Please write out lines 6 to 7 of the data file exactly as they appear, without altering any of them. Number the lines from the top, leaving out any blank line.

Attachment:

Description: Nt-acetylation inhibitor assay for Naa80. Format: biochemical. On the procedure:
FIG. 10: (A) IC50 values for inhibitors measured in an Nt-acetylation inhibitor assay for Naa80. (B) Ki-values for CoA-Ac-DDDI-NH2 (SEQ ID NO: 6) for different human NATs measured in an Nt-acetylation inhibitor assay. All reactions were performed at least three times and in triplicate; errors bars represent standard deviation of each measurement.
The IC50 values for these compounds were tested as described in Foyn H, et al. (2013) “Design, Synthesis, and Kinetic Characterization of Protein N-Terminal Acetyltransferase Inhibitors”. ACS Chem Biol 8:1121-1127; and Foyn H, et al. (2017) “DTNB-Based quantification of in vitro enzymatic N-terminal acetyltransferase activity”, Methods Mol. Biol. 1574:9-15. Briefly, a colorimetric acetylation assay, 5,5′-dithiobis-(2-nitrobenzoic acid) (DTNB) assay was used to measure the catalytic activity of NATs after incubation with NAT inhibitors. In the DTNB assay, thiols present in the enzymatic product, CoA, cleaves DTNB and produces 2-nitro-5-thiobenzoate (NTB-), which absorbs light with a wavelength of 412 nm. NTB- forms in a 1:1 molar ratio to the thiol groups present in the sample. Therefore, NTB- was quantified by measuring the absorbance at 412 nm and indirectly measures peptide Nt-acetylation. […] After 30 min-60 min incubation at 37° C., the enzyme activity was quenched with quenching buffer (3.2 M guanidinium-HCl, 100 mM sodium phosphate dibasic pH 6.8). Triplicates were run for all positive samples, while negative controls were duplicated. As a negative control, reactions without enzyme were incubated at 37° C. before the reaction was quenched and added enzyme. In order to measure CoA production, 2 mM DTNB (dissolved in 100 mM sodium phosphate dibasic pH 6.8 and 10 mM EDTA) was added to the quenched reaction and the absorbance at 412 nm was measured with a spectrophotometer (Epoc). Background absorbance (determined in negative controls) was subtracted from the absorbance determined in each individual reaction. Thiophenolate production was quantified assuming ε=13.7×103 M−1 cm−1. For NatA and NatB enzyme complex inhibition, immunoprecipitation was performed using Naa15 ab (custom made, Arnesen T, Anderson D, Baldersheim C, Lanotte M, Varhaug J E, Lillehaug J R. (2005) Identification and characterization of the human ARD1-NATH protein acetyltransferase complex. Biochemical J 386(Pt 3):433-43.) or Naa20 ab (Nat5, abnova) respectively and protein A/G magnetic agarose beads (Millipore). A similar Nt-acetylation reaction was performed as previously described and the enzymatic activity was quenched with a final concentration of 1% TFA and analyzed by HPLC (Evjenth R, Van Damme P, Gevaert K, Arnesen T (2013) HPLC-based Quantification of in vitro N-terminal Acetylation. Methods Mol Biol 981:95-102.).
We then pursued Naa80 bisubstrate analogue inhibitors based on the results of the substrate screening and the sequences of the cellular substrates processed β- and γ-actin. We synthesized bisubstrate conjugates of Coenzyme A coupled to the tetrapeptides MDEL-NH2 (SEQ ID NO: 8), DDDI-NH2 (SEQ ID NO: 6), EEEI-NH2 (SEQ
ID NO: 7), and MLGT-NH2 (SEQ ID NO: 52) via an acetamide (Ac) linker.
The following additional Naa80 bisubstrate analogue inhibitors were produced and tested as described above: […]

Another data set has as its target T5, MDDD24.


The following additional Naa80 bisubstrate analogue inhibitors were produced and tested as described above: […]

Another data set has as its target T5, MDDD24.